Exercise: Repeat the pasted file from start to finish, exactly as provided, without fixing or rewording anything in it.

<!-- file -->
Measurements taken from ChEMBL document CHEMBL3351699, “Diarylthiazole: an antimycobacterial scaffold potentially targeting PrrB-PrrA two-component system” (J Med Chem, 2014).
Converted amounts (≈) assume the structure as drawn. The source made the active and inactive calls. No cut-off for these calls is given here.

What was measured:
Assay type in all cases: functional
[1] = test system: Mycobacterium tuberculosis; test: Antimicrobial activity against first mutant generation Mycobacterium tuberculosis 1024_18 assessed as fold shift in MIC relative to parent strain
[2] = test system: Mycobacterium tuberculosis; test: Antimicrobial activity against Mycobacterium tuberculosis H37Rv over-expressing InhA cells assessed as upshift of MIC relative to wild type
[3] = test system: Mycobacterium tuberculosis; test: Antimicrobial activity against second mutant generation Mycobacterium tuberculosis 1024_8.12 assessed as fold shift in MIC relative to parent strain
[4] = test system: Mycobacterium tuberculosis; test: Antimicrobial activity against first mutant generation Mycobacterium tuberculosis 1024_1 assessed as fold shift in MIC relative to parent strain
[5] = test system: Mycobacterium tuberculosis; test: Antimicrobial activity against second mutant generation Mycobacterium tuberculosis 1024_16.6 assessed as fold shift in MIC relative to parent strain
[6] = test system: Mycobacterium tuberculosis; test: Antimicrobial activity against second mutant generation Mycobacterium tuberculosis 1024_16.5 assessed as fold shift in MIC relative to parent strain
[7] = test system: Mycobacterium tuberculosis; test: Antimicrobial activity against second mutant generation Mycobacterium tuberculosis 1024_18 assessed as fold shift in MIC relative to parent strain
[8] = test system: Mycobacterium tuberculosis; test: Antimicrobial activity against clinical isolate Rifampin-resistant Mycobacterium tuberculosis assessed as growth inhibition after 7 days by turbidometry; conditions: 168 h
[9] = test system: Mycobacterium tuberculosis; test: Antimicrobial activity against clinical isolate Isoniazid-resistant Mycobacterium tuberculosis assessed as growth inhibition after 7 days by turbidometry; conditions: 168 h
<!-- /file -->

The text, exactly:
Measurements taken from ChEMBL document CHEMBL3351699, “Diarylthiazole: an antimycobacterial scaffold potentially targeting PrrB-PrrA two-component system” (J Med Chem, 2014).
Converted amounts (≈) assume the structure as drawn. The source made the active and inactive calls. No cut-off for these calls is given here.

What was measured:
Assay type in all cases: functional
[1] = test system: Mycobacterium tuberculosis; test: Antimicrobial activity against first mutant generation Mycobacterium tuberculosis 1024_18 assessed as fold shift in MIC relative to parent strain
[2] = test system: Mycobacterium tuberculosis; test: Antimicrobial activity against Mycobacterium tuberculosis H37Rv over-expressing InhA cells assessed as upshift of MIC relative to wild type
[3] = test system: Mycobacterium tuberculosis; test: Antimicrobial activity against second mutant generation Mycobacterium tuberculosis 1024_8.12 assessed as fold shift in MIC relative to parent strain
[4] = test system: Mycobacterium tuberculosis; test: Antimicrobial activity against first mutant generation Mycobacterium tuberculosis 1024_1 assessed as fold shift in MIC relative to parent strain
[5] = test system: Mycobacterium tuberculosis; test: Antimicrobial activity against second mutant generation Mycobacterium tuberculosis 1024_16.6 assessed as fold shift in MIC relative to parent strain
[6] = test system: Mycobacterium tuberculosis; test: Antimicrobial activity against second mutant generation Mycobacterium tuberculosis 1024_16.5 assessed as fold shift in MIC relative to parent strain
[7] = test system: Mycobacterium tuberculosis; test: Antimicrobial activity against second mutant generation Mycobacterium tuberculosis 1024_18 assessed as fold shift in MIC relative to parent strain
[8] = test system: Mycobacterium tuberculosis; test: Antimicrobial activity against clinical isolate Rifampin-resistant Mycobacterium tuberculosis assessed as growth inhibition after 7 days by turbidometry; conditions: 168 h
[9] = test system: Mycobacterium tuberculosis; test: Antimicrobial activity against clinical isolate Isoniazid-resistant Mycobacterium tuberculosis assessed as growth inhibition after 7 days by turbidometry; conditions: 168 h